Devastation struck DuPont, Washington on Monday, December 18 when the Amtrak Cascades 501 train derailed on its maiden voyage from Seattle to Portland. The train was carrying 86 people when it rounded a curve at nearly three times the speed limit. It left the tracks and hurled passenger cars off an overpass and into rush hour traffic on the road below. More than 100 people were hospitalized and at least three passengers were killed.
Speed was obviously a factor in this crash, but why was the train moving at 80 mph around a 30-mph curve? The train’s engineer has not yet been interviewed at the time of this writing, and it is hoped that his statement could shed light on the cause of this catastrophic train accident.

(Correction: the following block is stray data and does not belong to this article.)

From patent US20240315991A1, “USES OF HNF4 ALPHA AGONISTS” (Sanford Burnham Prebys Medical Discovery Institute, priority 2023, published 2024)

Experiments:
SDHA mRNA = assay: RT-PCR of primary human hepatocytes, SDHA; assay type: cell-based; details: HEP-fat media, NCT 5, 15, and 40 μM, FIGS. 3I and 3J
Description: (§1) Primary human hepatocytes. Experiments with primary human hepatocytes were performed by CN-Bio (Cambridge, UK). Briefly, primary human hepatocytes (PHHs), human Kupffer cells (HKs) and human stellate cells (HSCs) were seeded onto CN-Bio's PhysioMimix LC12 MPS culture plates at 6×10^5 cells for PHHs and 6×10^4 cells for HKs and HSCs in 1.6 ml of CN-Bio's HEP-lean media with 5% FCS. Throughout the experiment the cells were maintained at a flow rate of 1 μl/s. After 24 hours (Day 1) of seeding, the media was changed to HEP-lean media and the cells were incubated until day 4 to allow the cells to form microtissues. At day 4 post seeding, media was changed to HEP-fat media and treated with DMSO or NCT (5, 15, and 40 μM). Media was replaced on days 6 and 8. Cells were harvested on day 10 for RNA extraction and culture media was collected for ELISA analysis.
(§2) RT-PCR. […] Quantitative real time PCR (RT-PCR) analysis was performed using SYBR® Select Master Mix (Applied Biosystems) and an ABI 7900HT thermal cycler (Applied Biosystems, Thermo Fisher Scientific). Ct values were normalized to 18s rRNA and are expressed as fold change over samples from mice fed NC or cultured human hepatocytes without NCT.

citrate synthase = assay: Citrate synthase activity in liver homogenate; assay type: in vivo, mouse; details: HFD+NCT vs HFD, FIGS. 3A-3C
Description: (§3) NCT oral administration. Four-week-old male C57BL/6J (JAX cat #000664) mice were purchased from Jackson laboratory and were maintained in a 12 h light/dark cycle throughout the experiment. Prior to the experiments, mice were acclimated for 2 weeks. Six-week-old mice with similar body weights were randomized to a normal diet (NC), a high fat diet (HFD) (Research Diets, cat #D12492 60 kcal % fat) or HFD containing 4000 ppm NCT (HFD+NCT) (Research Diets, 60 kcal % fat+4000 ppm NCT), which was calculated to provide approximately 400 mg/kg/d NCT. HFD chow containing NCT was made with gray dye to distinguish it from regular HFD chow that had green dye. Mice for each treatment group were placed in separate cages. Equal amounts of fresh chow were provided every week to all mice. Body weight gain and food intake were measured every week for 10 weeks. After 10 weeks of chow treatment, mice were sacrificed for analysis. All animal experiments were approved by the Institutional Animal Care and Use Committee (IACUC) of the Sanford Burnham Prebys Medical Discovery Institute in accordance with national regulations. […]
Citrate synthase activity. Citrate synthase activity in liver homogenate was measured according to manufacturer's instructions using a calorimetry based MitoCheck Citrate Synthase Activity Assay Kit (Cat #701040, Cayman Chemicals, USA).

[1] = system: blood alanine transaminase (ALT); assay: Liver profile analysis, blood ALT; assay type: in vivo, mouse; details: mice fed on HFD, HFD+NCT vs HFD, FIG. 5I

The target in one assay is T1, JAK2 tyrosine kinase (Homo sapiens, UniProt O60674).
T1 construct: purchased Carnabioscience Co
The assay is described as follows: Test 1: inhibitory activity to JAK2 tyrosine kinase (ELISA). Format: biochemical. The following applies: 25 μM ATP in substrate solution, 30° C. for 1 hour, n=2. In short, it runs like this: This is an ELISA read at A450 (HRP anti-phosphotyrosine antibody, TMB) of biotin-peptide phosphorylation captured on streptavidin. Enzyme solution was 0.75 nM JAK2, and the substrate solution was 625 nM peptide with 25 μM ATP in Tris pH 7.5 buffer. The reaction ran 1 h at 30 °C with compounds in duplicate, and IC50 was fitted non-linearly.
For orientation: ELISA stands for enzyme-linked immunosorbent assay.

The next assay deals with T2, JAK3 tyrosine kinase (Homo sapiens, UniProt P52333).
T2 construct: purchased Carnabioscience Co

Another question that is being asked: could positive train control (PTC) have prevented the accident?
The Fight for Positive Train Control Systems
Positive train control can automatically slow down and stop a train if it senses that the train is moving too fast or could get into an accident. According to the Federal Railroad Administration, PTC is the single most important rail safety development in more than a century. It combines GPS, wireless radio and computers to monitor trains and stop them from crashing, derailing or going too fast for rail conditions. It was designed to prevent the human errors that caused almost 40 percent of train accidents.
By the end of 2018, United States railroads are required to implement PTC systems.
The stretch of rail where the Amtrak crash occurred did have PTC installed, but for some reason, it was not active at the time of the accident, much to the chagrin of National Transportation Safety Board members.